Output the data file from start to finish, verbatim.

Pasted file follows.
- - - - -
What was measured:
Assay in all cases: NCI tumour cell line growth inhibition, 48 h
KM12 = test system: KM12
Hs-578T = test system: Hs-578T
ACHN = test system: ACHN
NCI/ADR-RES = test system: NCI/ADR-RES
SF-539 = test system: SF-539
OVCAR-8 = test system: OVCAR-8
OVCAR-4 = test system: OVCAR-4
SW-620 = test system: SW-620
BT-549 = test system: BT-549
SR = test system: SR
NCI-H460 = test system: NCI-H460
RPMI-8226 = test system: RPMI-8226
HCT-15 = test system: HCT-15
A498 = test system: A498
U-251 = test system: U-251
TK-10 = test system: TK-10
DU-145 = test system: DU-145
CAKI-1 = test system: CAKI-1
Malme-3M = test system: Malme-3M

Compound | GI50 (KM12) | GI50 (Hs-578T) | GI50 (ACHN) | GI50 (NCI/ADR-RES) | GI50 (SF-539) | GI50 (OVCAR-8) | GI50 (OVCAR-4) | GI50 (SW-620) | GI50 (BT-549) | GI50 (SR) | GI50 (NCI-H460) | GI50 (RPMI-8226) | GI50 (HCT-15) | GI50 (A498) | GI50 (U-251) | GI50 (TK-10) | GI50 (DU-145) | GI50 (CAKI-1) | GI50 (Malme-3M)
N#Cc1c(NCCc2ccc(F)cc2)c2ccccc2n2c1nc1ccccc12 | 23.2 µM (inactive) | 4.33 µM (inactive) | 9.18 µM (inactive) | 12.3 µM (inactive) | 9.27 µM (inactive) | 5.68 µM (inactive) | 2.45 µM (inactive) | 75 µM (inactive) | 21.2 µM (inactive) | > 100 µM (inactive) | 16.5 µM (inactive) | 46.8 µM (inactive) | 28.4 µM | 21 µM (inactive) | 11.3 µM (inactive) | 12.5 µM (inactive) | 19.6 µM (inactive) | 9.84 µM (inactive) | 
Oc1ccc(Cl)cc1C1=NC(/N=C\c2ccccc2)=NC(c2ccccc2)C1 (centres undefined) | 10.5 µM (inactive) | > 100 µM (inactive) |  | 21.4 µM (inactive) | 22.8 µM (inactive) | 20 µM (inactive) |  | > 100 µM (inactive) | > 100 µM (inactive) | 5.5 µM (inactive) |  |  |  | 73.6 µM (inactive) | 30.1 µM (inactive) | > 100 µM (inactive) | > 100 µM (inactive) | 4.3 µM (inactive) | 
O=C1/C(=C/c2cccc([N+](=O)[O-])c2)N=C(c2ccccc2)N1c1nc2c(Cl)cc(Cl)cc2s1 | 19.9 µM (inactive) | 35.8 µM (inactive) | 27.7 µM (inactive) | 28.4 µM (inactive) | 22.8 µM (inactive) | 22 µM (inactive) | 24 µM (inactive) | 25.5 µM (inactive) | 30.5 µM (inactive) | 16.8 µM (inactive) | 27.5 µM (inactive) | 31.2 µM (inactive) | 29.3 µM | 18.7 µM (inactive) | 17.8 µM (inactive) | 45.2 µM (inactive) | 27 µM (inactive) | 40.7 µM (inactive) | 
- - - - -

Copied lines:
What was measured:
Assay in all cases: NCI tumour cell line growth inhibition, 48 h
KM12 = test system: KM12
Hs-578T = test system: Hs-578T
ACHN = test system: ACHN
NCI/ADR-RES = test system: NCI/ADR-RES
SF-539 = test system: SF-539
OVCAR-8 = test system: OVCAR-8
OVCAR-4 = test system: OVCAR-4
SW-620 = test system: SW-620
BT-549 = test system: BT-549
SR = test system: SR
NCI-H460 = test system: NCI-H460
RPMI-8226 = test system: RPMI-8226
HCT-15 = test system: HCT-15
A498 = test system: A498
U-251 = test system: U-251
TK-10 = test system: TK-10
DU-145 = test system: DU-145
CAKI-1 = test system: CAKI-1
Malme-3M = test system: Malme-3M

Compound | GI50 (KM12) | GI50 (Hs-578T) | GI50 (ACHN) | GI50 (NCI/ADR-RES) | GI50 (SF-539) | GI50 (OVCAR-8) | GI50 (OVCAR-4) | GI50 (SW-620) | GI50 (BT-549) | GI50 (SR) | GI50 (NCI-H460) | GI50 (RPMI-8226) | GI50 (HCT-15) | GI50 (A498) | GI50 (U-251) | GI50 (TK-10) | GI50 (DU-145) | GI50 (CAKI-1) | GI50 (Malme-3M)
N#Cc1c(NCCc2ccc(F)cc2)c2ccccc2n2c1nc1ccccc12 | 23.2 µM (inactive) | 4.33 µM (inactive) | 9.18 µM (inactive) | 12.3 µM (inactive) | 9.27 µM (inactive) | 5.68 µM (inactive) | 2.45 µM (inactive) | 75 µM (inactive) | 21.2 µM (inactive) | > 100 µM (inactive) | 16.5 µM (inactive) | 46.8 µM (inactive) | 28.4 µM | 21 µM (inactive) | 11.3 µM (inactive) | 12.5 µM (inactive) | 19.6 µM (inactive) | 9.84 µM (inactive) | 
Oc1ccc(Cl)cc1C1=NC(/N=C\c2ccccc2)=NC(c2ccccc2)C1 (centres undefined) | 10.5 µM (inactive) | > 100 µM (inactive) |  | 21.4 µM (inactive) | 22.8 µM (inactive) | 20 µM (inactive) |  | > 100 µM (inactive) | > 100 µM (inactive) | 5.5 µM (inactive) |  |  |  | 73.6 µM (inactive) | 30.1 µM (inactive) | > 100 µM (inactive) | > 100 µM (inactive) | 4.3 µM (inactive) | 
O=C1/C(=C/c2cccc([N+](=O)[O-])c2)N=C(c2ccccc2)N1c1nc2c(Cl)cc(Cl)cc2s1 | 19.9 µM (inactive) | 35.8 µM (inactive) | 27.7 µM (inactive) | 28.4 µM (inactive) | 22.8 µM (inactive) | 22 µM (inactive) | 24 µM (inactive) | 25.5 µM (inactive) | 30.5 µM (inactive) | 16.8 µM (inactive) | 27.5 µM (inactive) | 31.2 µM (inactive) | 29.3 µM | 18.7 µM (inactive) | 17.8 µM (inactive) | 45.2 µM (inactive) | 27 µM (inactive) | 40.7 µM (inactive) | 